Adverts: 0161 709 4576 - Editorial: 0161 709 4571
Mail Order: 0161 709 4578 - Subs: 0161 709 4575 - Webteam: 0161 709 4567
Charities combine to 'educate'

The major animal charities have combined to form a new group - the Pet Advertising Advisory Council. The news of the launch next week in London was announced by Kennel Club Chairman Mr Peter James last week in a lengthy and passionate speech in which he touched on various serious issues which affect the world of dogs at the moment.

The council has been developed from the ideas put into effect by Exchange & Mart several years ago to address the concerns of small scale hobby breeders.

For many years Exchange & Mart has been the weekly magazine to which prospective puppy buyers turned when they were looking for a breeder and the advertisements often ran to four or five pages.

Those who were looking for show quality stock found their way to the weekly canine press and, in the last twenty years, the monthly magazines such as our sister magazine Dogs Monthly have carried 'responsible' breeder advertising.

At the same time the major pet insurers developed extensive databases of breeders with puppies for sale and have provided a telephone enquiry service - as has the Kennel Club. During the last two or three years, the Internet has really taken off and many small breeders now have their own web sites.

These are obviously useful although most of the large 'all purpose' sites take too long to search so are little used by advertisers or breeders. For the owner looking for a pet, Exchange & Mart has retained its pre-emptive position as most pet shops no longer sell puppies and adverse publicity has put many large puppy trading kennels out of business.

Ten years ago many puppy farmers were using its pages and at that time there was no way for the prospective puppy owner to tell whether the puppies were bred and reared under the best conditions. The magazine came in for a great deal of flak and, in response, instituted discussion with a number charities and other organisations to see what could be done to remedy the situation.


They came up with a number of ideas that included a series of advice panels for dogs and for other companion animals, the setting of criteria for those wanting to advertise in its pages and a Vetcheck scheme for those wanting to advertise regularly or a number of different breeds.

The scheme has been very successful. Not only has it now consolidated its position but it has gradually gained the respect of those groups who see it as their responsibility to monitor puppy sources and support and reinforce responsible dog ownership.

The management of Exchange & Mart now want to take the scheme a stage further. They have noticed that more and more pets are being sold through the classified advertising columns of local newspapers.

The range is enormous and includes cats, and small furries (hamsters, gerbils and the like) fish, reptiles, and birds as well as cross bred and pedigree dogs. Exchange & Mart approached the NCDL and suggested that an extension of their scheme could be valuable in pet ownership education and the result has been the launch Pet Advertising Advisory Group.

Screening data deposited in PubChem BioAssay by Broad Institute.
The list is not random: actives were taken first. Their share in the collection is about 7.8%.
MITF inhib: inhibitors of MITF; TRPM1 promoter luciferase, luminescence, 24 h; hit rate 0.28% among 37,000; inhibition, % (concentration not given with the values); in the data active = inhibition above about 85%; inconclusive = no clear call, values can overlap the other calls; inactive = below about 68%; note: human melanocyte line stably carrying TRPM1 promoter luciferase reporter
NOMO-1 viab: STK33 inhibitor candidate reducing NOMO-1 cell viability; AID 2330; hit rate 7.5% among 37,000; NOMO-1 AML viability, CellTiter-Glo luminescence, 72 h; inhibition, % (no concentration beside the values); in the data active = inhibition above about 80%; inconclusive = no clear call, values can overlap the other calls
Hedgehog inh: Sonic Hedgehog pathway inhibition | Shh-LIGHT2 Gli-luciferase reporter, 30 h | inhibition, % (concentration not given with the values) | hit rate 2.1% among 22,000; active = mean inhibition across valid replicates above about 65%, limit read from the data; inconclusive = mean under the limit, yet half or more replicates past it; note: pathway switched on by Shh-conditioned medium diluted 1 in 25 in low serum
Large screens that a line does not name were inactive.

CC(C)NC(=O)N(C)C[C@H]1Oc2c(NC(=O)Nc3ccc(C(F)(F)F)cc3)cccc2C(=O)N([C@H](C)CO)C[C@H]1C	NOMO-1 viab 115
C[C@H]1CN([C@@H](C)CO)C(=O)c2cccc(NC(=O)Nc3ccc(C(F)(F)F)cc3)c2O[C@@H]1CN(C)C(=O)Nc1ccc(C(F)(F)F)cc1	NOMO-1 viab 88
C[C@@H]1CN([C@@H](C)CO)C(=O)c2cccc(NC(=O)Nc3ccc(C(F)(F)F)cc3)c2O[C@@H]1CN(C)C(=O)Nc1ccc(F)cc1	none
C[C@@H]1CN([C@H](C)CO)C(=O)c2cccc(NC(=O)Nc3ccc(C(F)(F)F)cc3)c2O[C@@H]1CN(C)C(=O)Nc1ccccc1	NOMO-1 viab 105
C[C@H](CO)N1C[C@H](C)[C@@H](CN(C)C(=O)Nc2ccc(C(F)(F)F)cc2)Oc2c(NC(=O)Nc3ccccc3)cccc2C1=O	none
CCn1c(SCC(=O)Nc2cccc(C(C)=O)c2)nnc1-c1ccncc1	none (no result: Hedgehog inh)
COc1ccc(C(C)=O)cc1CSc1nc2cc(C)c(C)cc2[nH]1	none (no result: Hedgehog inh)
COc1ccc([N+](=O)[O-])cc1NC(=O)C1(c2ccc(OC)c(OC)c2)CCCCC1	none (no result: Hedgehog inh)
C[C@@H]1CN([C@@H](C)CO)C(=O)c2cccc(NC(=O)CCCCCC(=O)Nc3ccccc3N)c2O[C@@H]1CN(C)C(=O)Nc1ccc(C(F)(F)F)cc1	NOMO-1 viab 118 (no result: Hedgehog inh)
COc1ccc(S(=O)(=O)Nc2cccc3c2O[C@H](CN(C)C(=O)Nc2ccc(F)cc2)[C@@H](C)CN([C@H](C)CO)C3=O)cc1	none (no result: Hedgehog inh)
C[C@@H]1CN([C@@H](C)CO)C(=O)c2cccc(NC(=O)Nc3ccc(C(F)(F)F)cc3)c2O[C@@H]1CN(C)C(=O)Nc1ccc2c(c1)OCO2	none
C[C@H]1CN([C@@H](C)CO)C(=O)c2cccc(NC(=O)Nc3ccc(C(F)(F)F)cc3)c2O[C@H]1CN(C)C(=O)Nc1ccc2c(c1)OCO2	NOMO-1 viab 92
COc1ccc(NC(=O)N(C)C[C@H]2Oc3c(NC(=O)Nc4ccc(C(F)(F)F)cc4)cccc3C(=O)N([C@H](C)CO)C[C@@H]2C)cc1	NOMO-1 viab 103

The group will consist of the National Canine Defence League, Blue Cross, Cats' Protection, Wood Green Animal Shelters, the Kennel Club, The Dogs' Home Battersea, the Rabbit Welfare Fund, Pro-Dogs among others and has support from the RSPCA, the British Small Animal Veterinary Association, the Royal Society for the Protection of Birds and the Chartered Institute of Environmental Health.

OUR DOGS understands that they have been meeting for many months and have designed a series of 'Reader Advice' panels that can be used by local newspapers on all aspects of buying and caring for a pet.

It is hoped that one of the panels will be used every week but the group is realistic enough to accept that they will be used as and when there is space available. For this reason they have several different sizes and formats of the advice that will be circulated (on CD Roms) to every local newspaper in the United Kingdom.

Each panel has the logo of PAAG. The shortest simply states 'Pet Ownership is Long Term - Never Buy on Impulse' while the longest takes up a quarter page and gives detailed advice on buying a range of pets.

The advice has been carefully designed to be positive. The objective is not to dissuade people from having a pet but to ensure that as and when they do, they will have the best chance of getting one that will suit them from a source that, as far as is possible, will provide one that is fit and healthy.


A very important initiative, not only is it a further example of the way in which charities and other non profit making organisations are increasingly working together (see our Dog Diary and Opinion notes over the past few years) but also it means that, in the long run, legislation - much of which is cumbersome and inept - is less likely to be demanded.

There is no substitute for self control and self policing by those groups that have the confidence of the public and the results are likely to be far better targeted. They also have the great advantage of being much more flexible than government regulation.

The PAAG scheme will be launched at the end of January at Portcullis House, the offices of members of parliament just opposite the Palace of Westminster.

It is hoped that the idea will receive wide support and Our Dogs, and its sister publications, Dogs Monthly and Our Cats, are playing their part in trying to persuade the country's local newspaper publishers to back the scheme.